On December 18, 2014, Stephen Colbert gave his last “word,” “Same to you, pal.”
Stephen Colbert retired his persona and The Colbert Report to succeed David Letterman in hosting The Late Show. The show aired on Comedy Central for nine years from 2005 to 2014.
The finale was a homage to the show itself, and featured Colbert, Jon Stewart, and a vast myriad of guests throughout the series singing “We’ll Meet Again” by Vera Lynn
The Colbert Report centered on Colbert’s satirical and comedic analysis of modern issues. Colbert portrays a caricature of known conservative television pundits and was in direct contrast with fellow Comedy Central host of The Daily Show, Jon Stewart’s more liberal take. Colbert previously was a character on The Daily Show, which piloted in 1996.
The show was also well known for having interviews with high profile politicians, actors, authors and personalities.
The Report found major popularity with younger generations, and this is largely because of the show’s sarcastic humor and Colbert’s “larger-than-life” ego and over-patriotic spirit.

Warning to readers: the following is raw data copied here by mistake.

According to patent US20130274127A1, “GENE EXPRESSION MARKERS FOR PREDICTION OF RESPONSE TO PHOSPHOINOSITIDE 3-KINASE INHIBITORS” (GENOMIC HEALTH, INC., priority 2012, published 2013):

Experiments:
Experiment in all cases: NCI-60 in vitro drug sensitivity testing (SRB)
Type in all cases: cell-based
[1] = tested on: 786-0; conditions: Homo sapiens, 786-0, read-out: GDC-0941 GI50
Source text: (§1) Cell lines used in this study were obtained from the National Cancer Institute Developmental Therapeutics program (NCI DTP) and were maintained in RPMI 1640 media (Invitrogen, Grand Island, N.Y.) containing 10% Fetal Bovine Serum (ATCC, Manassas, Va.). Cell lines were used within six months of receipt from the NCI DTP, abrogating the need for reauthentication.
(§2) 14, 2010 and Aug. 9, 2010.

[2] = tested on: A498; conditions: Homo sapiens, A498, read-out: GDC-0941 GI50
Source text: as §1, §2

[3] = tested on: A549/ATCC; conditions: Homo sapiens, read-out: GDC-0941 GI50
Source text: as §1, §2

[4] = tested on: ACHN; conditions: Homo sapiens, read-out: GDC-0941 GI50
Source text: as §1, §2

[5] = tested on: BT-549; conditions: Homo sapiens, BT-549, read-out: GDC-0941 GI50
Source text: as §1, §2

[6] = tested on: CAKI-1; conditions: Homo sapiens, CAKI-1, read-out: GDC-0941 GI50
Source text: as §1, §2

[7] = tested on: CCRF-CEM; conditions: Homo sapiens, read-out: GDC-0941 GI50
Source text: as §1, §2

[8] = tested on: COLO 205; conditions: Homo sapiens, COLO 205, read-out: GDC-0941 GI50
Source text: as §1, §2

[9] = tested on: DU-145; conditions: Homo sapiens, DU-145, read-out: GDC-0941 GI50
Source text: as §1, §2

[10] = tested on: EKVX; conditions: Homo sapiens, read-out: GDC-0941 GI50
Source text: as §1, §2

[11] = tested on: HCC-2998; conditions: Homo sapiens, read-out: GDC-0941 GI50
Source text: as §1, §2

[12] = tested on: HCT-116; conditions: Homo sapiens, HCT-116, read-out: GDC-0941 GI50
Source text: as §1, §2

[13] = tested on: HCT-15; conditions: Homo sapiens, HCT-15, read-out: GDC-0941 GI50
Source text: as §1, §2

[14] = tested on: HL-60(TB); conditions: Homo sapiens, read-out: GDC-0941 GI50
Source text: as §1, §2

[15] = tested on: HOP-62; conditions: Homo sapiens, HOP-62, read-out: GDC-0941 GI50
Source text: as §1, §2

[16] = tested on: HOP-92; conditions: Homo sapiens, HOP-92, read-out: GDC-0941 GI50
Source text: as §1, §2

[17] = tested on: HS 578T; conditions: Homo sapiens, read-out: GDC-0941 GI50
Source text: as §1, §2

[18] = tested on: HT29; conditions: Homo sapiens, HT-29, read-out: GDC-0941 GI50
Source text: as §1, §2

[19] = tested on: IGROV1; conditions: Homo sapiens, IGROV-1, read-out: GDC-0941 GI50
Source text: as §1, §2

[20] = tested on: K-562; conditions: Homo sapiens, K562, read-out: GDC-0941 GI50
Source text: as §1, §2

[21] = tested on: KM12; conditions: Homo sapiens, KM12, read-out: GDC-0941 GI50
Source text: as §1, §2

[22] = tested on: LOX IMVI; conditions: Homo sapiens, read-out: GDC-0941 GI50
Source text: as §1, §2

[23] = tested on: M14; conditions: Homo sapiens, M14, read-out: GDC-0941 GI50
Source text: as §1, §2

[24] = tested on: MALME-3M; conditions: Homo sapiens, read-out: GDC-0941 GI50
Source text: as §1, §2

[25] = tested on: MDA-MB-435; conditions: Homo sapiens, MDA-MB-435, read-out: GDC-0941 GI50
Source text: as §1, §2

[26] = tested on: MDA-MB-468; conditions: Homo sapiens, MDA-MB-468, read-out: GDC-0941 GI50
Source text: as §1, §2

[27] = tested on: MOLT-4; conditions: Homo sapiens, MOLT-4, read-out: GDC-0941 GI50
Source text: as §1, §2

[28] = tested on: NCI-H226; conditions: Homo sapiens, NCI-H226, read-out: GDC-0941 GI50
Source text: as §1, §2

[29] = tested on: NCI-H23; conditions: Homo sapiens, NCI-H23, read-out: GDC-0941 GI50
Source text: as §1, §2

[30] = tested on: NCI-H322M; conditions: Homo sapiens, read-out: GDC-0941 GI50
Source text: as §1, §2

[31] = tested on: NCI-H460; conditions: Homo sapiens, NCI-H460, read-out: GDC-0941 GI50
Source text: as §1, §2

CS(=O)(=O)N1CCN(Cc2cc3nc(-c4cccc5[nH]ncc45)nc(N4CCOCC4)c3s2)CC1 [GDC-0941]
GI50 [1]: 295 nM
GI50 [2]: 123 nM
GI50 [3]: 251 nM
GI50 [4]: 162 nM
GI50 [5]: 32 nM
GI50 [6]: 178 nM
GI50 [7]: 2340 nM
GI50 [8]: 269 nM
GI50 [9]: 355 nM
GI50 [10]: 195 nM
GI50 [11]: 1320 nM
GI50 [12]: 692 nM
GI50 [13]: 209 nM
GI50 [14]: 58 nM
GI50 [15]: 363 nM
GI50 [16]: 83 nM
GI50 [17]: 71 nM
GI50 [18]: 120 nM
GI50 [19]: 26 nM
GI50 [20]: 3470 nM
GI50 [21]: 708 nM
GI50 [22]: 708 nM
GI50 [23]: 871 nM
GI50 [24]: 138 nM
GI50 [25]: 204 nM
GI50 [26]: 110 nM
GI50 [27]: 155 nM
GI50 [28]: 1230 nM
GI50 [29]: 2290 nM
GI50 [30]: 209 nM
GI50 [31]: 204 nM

Andrew May, senior, said, “It’s a fun and easy way to understand the news. I think that if you can get people to laugh while you teach, then it’s that much better.”
However, the show met criticism for that very reason as well, most notoriously seen in the rivalry between Stephen Colbert and Fox News anchor and host of the O’Reilly Factor, Bill O’Reilly. A classic case where someone satirizes a group of people, to which they respond with their very own jokes.
“I don’t think it’s a primary news source; I listen to NBC at 7, CBS and NPR pretty much whenever I’m in the car,” said May.
Regardless, The Colbert Report will be remembered for its biting wit and viral segments such as “The Wørd.”
“It’s a gateway. If the show is a way to introduce our generation to politics and critical thinking, then that’s a great thing,” said May.